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    • Protect the environment. Think before you print.

Overhead to underground: Taking on an electricity exposure

April 4, 2018

Two Zurich Risk Engineers identify a potentially lethal hazard at a work site. But can they convince the owner to invest in removing the danger?

Engineering Success Story



A shocking discovery:
Tom Flannagan, a Zurich Services Senior Risk Engineer, was making his first visit to evaluate a construction customer’s controls for a commercial project.  As he approached, Tom recognized how close the building’s proposed foundation was to some adjacent electrical distribution lines.

“This is going to be a problem,” Tom remembers telling himself. To be certain, though, he reviewed the design drawings at the on-site job-trailer, which confirmed his fears: The completed building would be situated too close to utility poles bearing high-voltage distribution lines.

“These were the big distribution lines that transmit power to entire neighborhoods,” Tom said. “It just wasn’t feasible to construct a building that near the lines without putting someone’s life in peril.” If a brick mason or glazer accidentally brushed the wires with unprotected hands or equipment, they could be electrocuted. The highest powered lines typically carry up to 34,500 volts, but even the middle lines, at 240 volts, could kill a worker, Tom noted.

“Think of construction workers or the eventual maintenance staff working so close to those power lines,” Tom said, adding that anyone working on scaffolding alongside the completed wall would be even closer to the exposure.

electrical lines

High-wire action: Construction Risk Engineers review project exposures and controls for multiple lines of coverage and from many perspectives. Tom wasted no time conveying his worries. His initial attempts to explain the risk to the contractor were unsuccessful, however. The building’s stakeholders believed their investment in protective sleeves to cover the electrical lines was a sufficient control providing protection during the project.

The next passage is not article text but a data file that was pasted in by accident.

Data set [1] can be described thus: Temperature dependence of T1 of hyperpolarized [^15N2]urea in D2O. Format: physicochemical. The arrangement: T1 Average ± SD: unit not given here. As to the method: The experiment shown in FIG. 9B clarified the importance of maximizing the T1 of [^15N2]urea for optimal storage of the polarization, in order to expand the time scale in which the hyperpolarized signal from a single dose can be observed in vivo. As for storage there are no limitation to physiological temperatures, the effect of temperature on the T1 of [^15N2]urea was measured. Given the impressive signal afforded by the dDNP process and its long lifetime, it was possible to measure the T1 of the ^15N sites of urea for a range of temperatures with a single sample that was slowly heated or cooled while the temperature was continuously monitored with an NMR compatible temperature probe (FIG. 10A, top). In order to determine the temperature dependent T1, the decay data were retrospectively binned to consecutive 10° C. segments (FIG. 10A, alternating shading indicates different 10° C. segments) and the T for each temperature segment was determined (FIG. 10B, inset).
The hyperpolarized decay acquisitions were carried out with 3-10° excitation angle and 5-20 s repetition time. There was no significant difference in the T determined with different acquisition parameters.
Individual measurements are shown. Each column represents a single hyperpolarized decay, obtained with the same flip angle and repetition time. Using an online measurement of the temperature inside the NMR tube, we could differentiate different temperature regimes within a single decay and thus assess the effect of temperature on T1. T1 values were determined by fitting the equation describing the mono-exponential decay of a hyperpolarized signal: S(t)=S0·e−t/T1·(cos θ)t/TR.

Fortunately, Tom’s partner on the project, fellow Zurich Services Risk Engineer Craig Medor, had been a safety professional prior to joining Zurich and was well-versed in laying out the risks.

“I asked Craig for help,” Tom said. “He took on the challenge to convince the insured to change.”

Craig conducted considerable research as well as sharing his own knowledge and experience. One of the first things he explained was that the sleeves were installed as a protective measure only and not to allow workers to work closer to the power lines. As soon as a sleeve becomes dislodged, or if it cracks or separates, anyone coming into contact with the lines risks serious injury or even death.

What’s more, if it wasn’t addressed, this risk would continue long after the construction was completed. Employees of the building’s eventual owner — such as maintenance crews and roofers, or anyone on scaffolding who might be painting, repairing walls or erecting external signage — risked injury.

Going underground: Convinced by Tom and Craig’s arguments provided in the associated project visit letter, the customer was able to influence the owner to remove the electrical lines and have them buried underground. This incurred a hefty price tag, but one they were willing to pay when they understood what was at stake, thanks to Craig and Tom.

“We were persistent and we provided them with lots of information,” Tom said. “The preponderance of detail convinced them we were right and that it was necessary to take action.”

Craig added that Zurich not only helped the customer and owner protect the people working on the building, but also helped both avert the potentially adverse financial and reputational impact if an accident did occur.

As Craig explained, “It shows that we’re aligned with our customers and that we’re a team.”